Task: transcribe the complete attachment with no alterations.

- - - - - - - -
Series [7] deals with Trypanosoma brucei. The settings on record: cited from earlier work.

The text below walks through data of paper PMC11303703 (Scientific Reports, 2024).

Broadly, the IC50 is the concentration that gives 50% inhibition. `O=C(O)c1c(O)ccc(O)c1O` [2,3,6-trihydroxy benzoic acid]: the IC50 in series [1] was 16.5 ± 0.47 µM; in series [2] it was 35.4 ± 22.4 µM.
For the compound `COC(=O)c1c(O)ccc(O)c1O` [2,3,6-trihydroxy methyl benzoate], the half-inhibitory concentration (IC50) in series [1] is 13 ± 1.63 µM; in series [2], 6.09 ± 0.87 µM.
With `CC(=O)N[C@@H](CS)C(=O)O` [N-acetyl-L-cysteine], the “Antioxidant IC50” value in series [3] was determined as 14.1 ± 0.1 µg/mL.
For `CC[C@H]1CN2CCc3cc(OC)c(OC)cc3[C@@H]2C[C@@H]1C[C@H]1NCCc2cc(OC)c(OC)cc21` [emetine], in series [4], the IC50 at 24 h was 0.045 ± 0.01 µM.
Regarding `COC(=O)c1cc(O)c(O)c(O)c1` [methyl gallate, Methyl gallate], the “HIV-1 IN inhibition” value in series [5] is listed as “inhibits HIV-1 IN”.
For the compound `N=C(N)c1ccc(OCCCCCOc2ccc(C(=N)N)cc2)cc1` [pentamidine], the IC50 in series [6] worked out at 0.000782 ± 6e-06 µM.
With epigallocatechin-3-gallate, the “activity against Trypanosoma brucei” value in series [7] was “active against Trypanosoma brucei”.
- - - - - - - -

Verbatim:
Series [7] deals with Trypanosoma brucei. The settings on record: cited from earlier work.

The text below walks through data of paper PMC11303703 (Scientific Reports, 2024).

Broadly, the IC50 is the concentration that gives 50% inhibition. `O=C(O)c1c(O)ccc(O)c1O` [2,3,6-trihydroxy benzoic acid]: the IC50 in series [1] was 16.5 ± 0.47 µM; in series [2] it was 35.4 ± 22.4 µM.
For the compound `COC(=O)c1c(O)ccc(O)c1O` [2,3,6-trihydroxy methyl benzoate], the half-inhibitory concentration (IC50) in series [1] is 13 ± 1.63 µM; in series [2], 6.09 ± 0.87 µM.
With `CC(=O)N[C@@H](CS)C(=O)O` [N-acetyl-L-cysteine], the “Antioxidant IC50” value in series [3] was determined as 14.1 ± 0.1 µg/mL.
For `CC[C@H]1CN2CCc3cc(OC)c(OC)cc3[C@@H]2C[C@@H]1C[C@H]1NCCc2cc(OC)c(OC)cc21` [emetine], in series [4], the IC50 at 24 h was 0.045 ± 0.01 µM.
Regarding `COC(=O)c1cc(O)c(O)c(O)c1` [methyl gallate, Methyl gallate], the “HIV-1 IN inhibition” value in series [5] is listed as “inhibits HIV-1 IN”.
For the compound `N=C(N)c1ccc(OCCCCCOc2ccc(C(=N)N)cc2)cc1` [pentamidine], the IC50 in series [6] worked out at 0.000782 ± 6e-06 µM.
With epigallocatechin-3-gallate, the “activity against Trypanosoma brucei” value in series [7] was “active against Trypanosoma brucei”.